"That is fine on a basis that it is less regular, unlike in cricket where players are called on to play [international cricket] 10-11 months in a year," Maxwell argues.
So has the time arrived where players pick club over country? Dirk Nannes, the Australian fast bowler, who now represents Delhi Daredevils in the Champions League, predicts the club-based model will definitely be a lucrative and viable option especially for some players. "It certainly becomes an attractive option for the older guys who are close to retiring," Nannes says.
Nannes says he would personally still rather play for his country, but "it certainly would be tempting if you are on a high-end IPL contract, where you earn millions of dollars. Then, of course, I would think twice."
It came as quite a shock for Nannes to be picked for Australia earlier this year; he wasn't in the original squad of 30 picked for the World Twenty20. "Without playing a single game of domestic cricket I've gone from being ranked at best 31st to, in the next Twenty20 game, being in the playing XI," he says. "So that has changed things a little bit."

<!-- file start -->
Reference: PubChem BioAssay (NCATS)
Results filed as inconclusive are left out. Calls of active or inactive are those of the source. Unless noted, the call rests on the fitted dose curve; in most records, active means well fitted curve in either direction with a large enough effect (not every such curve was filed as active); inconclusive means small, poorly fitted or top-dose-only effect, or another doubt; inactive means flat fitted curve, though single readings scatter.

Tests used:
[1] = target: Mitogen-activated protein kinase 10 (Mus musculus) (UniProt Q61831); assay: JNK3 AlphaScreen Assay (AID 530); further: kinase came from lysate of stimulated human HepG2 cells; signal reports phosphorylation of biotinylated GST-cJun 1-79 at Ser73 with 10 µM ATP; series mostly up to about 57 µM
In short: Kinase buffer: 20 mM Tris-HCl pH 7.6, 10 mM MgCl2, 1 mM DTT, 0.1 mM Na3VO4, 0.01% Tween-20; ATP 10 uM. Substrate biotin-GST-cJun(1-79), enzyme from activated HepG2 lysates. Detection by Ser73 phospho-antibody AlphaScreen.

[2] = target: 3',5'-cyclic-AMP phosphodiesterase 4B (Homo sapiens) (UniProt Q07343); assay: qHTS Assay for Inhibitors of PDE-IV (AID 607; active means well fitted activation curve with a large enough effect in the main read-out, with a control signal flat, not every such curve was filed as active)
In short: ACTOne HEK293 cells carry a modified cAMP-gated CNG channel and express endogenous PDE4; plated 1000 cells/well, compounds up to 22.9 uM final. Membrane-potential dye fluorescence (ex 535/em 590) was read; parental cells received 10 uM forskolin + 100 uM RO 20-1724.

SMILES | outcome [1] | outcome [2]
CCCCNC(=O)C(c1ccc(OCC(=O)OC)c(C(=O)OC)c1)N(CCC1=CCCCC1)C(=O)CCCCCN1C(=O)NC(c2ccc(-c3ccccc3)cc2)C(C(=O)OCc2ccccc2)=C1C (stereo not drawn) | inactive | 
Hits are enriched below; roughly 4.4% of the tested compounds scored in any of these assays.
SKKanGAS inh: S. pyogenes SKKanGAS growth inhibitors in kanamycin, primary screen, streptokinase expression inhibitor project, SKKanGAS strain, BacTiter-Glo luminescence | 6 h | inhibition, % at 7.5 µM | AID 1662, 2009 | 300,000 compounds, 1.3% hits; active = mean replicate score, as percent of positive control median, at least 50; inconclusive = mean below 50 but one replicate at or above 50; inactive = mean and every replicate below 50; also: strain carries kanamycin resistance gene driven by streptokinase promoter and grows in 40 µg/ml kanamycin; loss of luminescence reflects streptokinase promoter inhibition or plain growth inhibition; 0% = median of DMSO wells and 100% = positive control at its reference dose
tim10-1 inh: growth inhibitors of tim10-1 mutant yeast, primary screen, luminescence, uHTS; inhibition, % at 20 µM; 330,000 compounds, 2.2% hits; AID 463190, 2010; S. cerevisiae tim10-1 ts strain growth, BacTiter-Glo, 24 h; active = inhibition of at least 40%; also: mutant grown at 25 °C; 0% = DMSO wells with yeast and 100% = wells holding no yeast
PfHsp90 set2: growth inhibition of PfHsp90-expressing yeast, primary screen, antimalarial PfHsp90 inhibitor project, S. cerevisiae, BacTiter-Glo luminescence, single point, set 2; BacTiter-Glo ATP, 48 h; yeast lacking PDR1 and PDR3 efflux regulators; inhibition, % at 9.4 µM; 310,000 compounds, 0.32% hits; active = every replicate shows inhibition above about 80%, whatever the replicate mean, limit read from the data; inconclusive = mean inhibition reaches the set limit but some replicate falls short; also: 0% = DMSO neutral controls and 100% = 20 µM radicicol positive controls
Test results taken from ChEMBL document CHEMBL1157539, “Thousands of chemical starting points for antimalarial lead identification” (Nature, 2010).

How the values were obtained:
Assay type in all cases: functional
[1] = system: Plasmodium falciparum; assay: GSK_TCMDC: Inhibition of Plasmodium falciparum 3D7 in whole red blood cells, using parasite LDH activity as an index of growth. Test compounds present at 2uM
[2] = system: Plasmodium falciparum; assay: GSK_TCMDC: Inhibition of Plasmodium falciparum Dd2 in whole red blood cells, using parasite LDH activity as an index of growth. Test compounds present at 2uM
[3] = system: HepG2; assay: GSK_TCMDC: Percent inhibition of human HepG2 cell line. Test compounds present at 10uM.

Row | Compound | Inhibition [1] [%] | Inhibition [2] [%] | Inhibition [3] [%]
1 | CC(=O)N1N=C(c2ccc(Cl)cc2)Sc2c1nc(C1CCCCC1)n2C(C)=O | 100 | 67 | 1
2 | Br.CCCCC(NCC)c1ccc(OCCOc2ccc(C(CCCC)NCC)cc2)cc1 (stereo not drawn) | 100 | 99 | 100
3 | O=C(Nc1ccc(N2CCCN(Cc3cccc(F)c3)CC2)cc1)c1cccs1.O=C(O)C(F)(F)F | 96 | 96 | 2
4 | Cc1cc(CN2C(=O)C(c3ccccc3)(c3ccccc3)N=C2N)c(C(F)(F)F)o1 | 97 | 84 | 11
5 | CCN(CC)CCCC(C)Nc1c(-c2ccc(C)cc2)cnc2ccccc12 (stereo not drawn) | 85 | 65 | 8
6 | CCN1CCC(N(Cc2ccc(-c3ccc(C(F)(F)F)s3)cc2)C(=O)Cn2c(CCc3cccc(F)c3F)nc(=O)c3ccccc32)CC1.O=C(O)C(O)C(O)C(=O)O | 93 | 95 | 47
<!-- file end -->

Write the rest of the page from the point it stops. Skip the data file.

At 33, Nannes says he has to start thinking about life after cricket and how best to prolong his career. How does he stretch his career to, say, the age of 38, he wonders. "Is that going to happen playing four-day cricket? Maybe I've got the chance to play Tests, but if I don't make the squad in another year, what purpose is there for someone my age to play four-day cricket? I don't get a very big wage and it is definitely going to limit my career at the back-end. This is the form of the game I'm good at, and I can play till I'm quite old."
Not all players agree. Justin Langer, the former Australia opener who is now captain of the Somerset Sabres, one of two English sides in the tournament, says the Champions League cannot radically alter the game of cricket, but it will certainly place an extra emphasis on the domestic competition. "For example, for Somerset, a smallish club in the south-west of England, to be thrust on the world stage is a great honour - a huge thrill for both the club and the players" Langer says.
Dean Kino, head of the Champions League governing council, echoes Langer's sentiments. "Contrary to the perception that players might give priority to the club, one of the great benefits of the tournament is, it is going to improve the next generation of international players," Kino says, pointing out how tournaments like the Champions League and the IPL provide opportunities for domestic crickerers to play against, and with, better quality players. "Dirk Nannes and David Warner are good examples of players who have come out of club championships in the past."